• Brain Damage in Oklahoma City (Siltbreeze, 2000)
  • The Cloud Doctrine (Sub Rosa, 2002)
  • Astral Collapse (Quakebasket, 2003)
  • The Invasion of Thunderbolt Pagoda (DVD, Bastet/Saturnalia, 2006)

MacLise also collaborated with Tony Conrad, John Cale and La Monte Young on several other recordings:

He worked on soundtracks for several underground films by Piero Heliczer, and appears in at least two: Venus in Furs and Satisfaction (1965).[7][8] He also worked on the soundtrack for Voyage, a short film by Jerry Jofen.[9]

Book titles

  • Straight Farthest Blood Towards. (The Dead Language, Paris, 1959)
  • Year. (The Dead Language, New York, 1962)
  • New Universal Solar Calendar. (George Maciunas, New York, 1969)
  • Dream Weapon/Aspen #9. Edited by Angus & Hetty MacLise (Roaring Fork Press, New York, 1970)
  • The Cloud Doctrine. Limited edition with facsimile Angus MacLise holographs and hand-tinted cover by Don Snyder (privately published by Snyder in 1972 and reissued in 1983, New York)
  • The Cloud Doctrine. (Dreamweapon Press; Kathmandu, Nepal; 1974)
  • The Subliminal Report. (Starstreams Poetry Series; Kathmandu, Nepal; 1975)
  • The Map of Dusk. (SZ/Press, New York, 1984)
  • Ratio:3 Volume 1. Ira Cohen, Angus MacLise, Gerard Malanga - Media Shamans (Temple Press Ltd., 1991) ISBN 1-871744-30-X
  • Angus MacLise Checklist. Edited by Gerard Malanga (Limited edition, privately published, 2000)

Influence

As co-founder of the Dead Language Press with Piero Heliczer, MacLise published works by influential writers, including early work by the Beat poet Gregory Corso.[7]

English experimental music group Coil regarded MacLise as an important influence in the later years of their career; lead member Jhonn Balance referred to MacLise as a "a liminal genius and, alongside such people as Ira Cohen, largely and unjustly semi-neglected",[10] and the title of their album Astral Disaster is an intentional tribute to MacLise's archival release Astral Collapse.

Dreamweapon

In May 2011 a major retrospective exhibit Dreamweapon: The Art and Life of Angus MacLise (1938-1979) was mounted by the Boo-Hooray Gallery in Chelsea, New York City. The exhibit features the contents of a recently discovered suitcase containing photographs, notes, poetry, and 100 reels of music. In addition to the gallery exhibit there are sound installations at Boo-Hooray's second location in Chinatown and film screenings at the Anthology Archives.[11][12]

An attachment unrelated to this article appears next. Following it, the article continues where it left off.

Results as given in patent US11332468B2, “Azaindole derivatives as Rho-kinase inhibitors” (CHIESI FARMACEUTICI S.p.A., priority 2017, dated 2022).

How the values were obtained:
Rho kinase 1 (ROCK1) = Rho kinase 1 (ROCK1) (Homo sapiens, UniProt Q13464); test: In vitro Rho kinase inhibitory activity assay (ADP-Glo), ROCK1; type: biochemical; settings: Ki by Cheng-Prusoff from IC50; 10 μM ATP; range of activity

In 1965 a work by MacLise titled Rites of the Dream Weapon was included in the New Cinema Festival (also known as the Expanded Cinema Festival), an extensive series of multimedia productions in New York presented by Jonas Mekas and featuring the work of such artists as Robert Rauschenberg and Claes Oldenburg. Mekas was impressed with MacLise, writing in the Village Voice, "The first three programs of the New Cinema Festival - the work of Angus McLise [sic], Nam June Paik, and Jerry Joffen [sic] - dissolved the edges of this art called cinema into a frontiersland mystery."[13] MacLise's entry also made a lasting impression on the playwright Richard Foreman, who praised it years later in an interview.[14] According to Sterling Morrison, Andy Warhol's multimedia shows (Andy Warhol Uptight and the Exploding Plastic Inevitable) were based on similar works by MacLise and Heliczer, which they called "ritual happenings."[15]

References

  1. ^ a b "The Velvet Unknown, Now Emerging". The New York Times. Retrieved .
  2. ^ a b c d "Blastitude 13". Blastitude.com. Retrieved .
  3. ^ a b Richie Unterberger. "Angus MacLise | Biography & History". AllMusic. Retrieved .
  4. ^ Richie Unterberger. "Hetty MacLise | Biography & History". AllMusic. Retrieved .
  5. ^ "March 2007". Phantomly Oracula. 2007-03-06. Retrieved .
  6. ^ "Dreamweapon: Angus MacLise Retrospective In New York". The Wire. Retrieved .
  7. ^ a b Unterberger, Richie (2009). White Light/White Heat: The Velvet Underground Day by Day. Jawbone Press. ISBN 978-1-906002-22-0.
  8. ^ Raworth, Tom. "Piero Heliczer Web Page". tomraworth.com. Archived from the original on 12 April 2014. Retrieved 2014.
  9. ^ Unterberger, Richie. "Angus MacLise Artist Biography". AllMusic. Retrieved 2014.
  10. ^ "Coil News". Brainwashed. 2002. Retrieved 2019.
  11. ^ Marina Galperina (May 9, 2011). "The Life and Art of the Velvet Underground's First Drummer". Flavorwire. Retrieved .
  12. ^ BEN SISARIO (May 9, 2011). "The Velvet Unknown, Now Emerging". New York Times. Archived from the original on May 9, 2011. Retrieved .
  13. ^ Comenas, Gary. "Expanded Cinema?". warholstars.org. Retrieved 2014.
  14. ^ Davy, Kate (1981). Richard Foreman and the Ontological-Hysteric Theatre. ISBN 978-0835712200.
  15. ^ Landemaine, Olivier. "The Velvet Underground Live performances and rehearsals". olivier.landemaine.free.fr. Retrieved 2014. See Morrison quote.

External links


  This article uses material from the Wikipedia page available here. It is released under the Creative Commons Attribution-Share-Alike License 3.0.